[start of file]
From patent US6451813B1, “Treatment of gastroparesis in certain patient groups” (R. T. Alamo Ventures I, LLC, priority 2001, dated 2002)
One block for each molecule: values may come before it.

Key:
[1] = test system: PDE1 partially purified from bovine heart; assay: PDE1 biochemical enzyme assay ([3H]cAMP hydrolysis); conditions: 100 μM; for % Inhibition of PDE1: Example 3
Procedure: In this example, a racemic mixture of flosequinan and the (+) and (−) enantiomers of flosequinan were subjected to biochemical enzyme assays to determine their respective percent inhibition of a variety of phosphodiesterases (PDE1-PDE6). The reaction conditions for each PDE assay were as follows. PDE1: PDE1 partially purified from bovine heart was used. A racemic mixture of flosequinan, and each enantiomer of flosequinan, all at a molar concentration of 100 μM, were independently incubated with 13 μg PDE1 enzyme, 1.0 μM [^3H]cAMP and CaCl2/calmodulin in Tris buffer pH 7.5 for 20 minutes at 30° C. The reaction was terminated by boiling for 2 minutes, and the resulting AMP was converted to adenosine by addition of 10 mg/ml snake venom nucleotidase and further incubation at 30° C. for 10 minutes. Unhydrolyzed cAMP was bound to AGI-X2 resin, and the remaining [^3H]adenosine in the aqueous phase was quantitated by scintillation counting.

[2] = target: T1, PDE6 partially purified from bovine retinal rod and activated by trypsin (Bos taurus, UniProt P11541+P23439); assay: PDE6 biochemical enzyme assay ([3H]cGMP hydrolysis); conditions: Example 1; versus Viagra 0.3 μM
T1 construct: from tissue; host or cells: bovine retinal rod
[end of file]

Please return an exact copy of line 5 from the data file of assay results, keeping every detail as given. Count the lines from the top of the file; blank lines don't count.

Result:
Procedure: In this example, a racemic mixture of flosequinan and the (+) and (−) enantiomers of flosequinan were subjected to biochemical enzyme assays to determine their respective percent inhibition of a variety of phosphodiesterases (PDE1-PDE6). The reaction conditions for each PDE assay were as follows. PDE1: PDE1 partially purified from bovine heart was used. A racemic mixture of flosequinan, and each enantiomer of flosequinan, all at a molar concentration of 100 μM, were independently incubated with 13 μg PDE1 enzyme, 1.0 μM [^3H]cAMP and CaCl2/calmodulin in Tris buffer pH 7.5 for 20 minutes at 30° C. The reaction was terminated by boiling for 2 minutes, and the resulting AMP was converted to adenosine by addition of 10 mg/ml snake venom nucleotidase and further incubation at 30° C. for 10 minutes. Unhydrolyzed cAMP was bound to AGI-X2 resin, and the remaining [^3H]adenosine in the aqueous phase was quantitated by scintillation counting.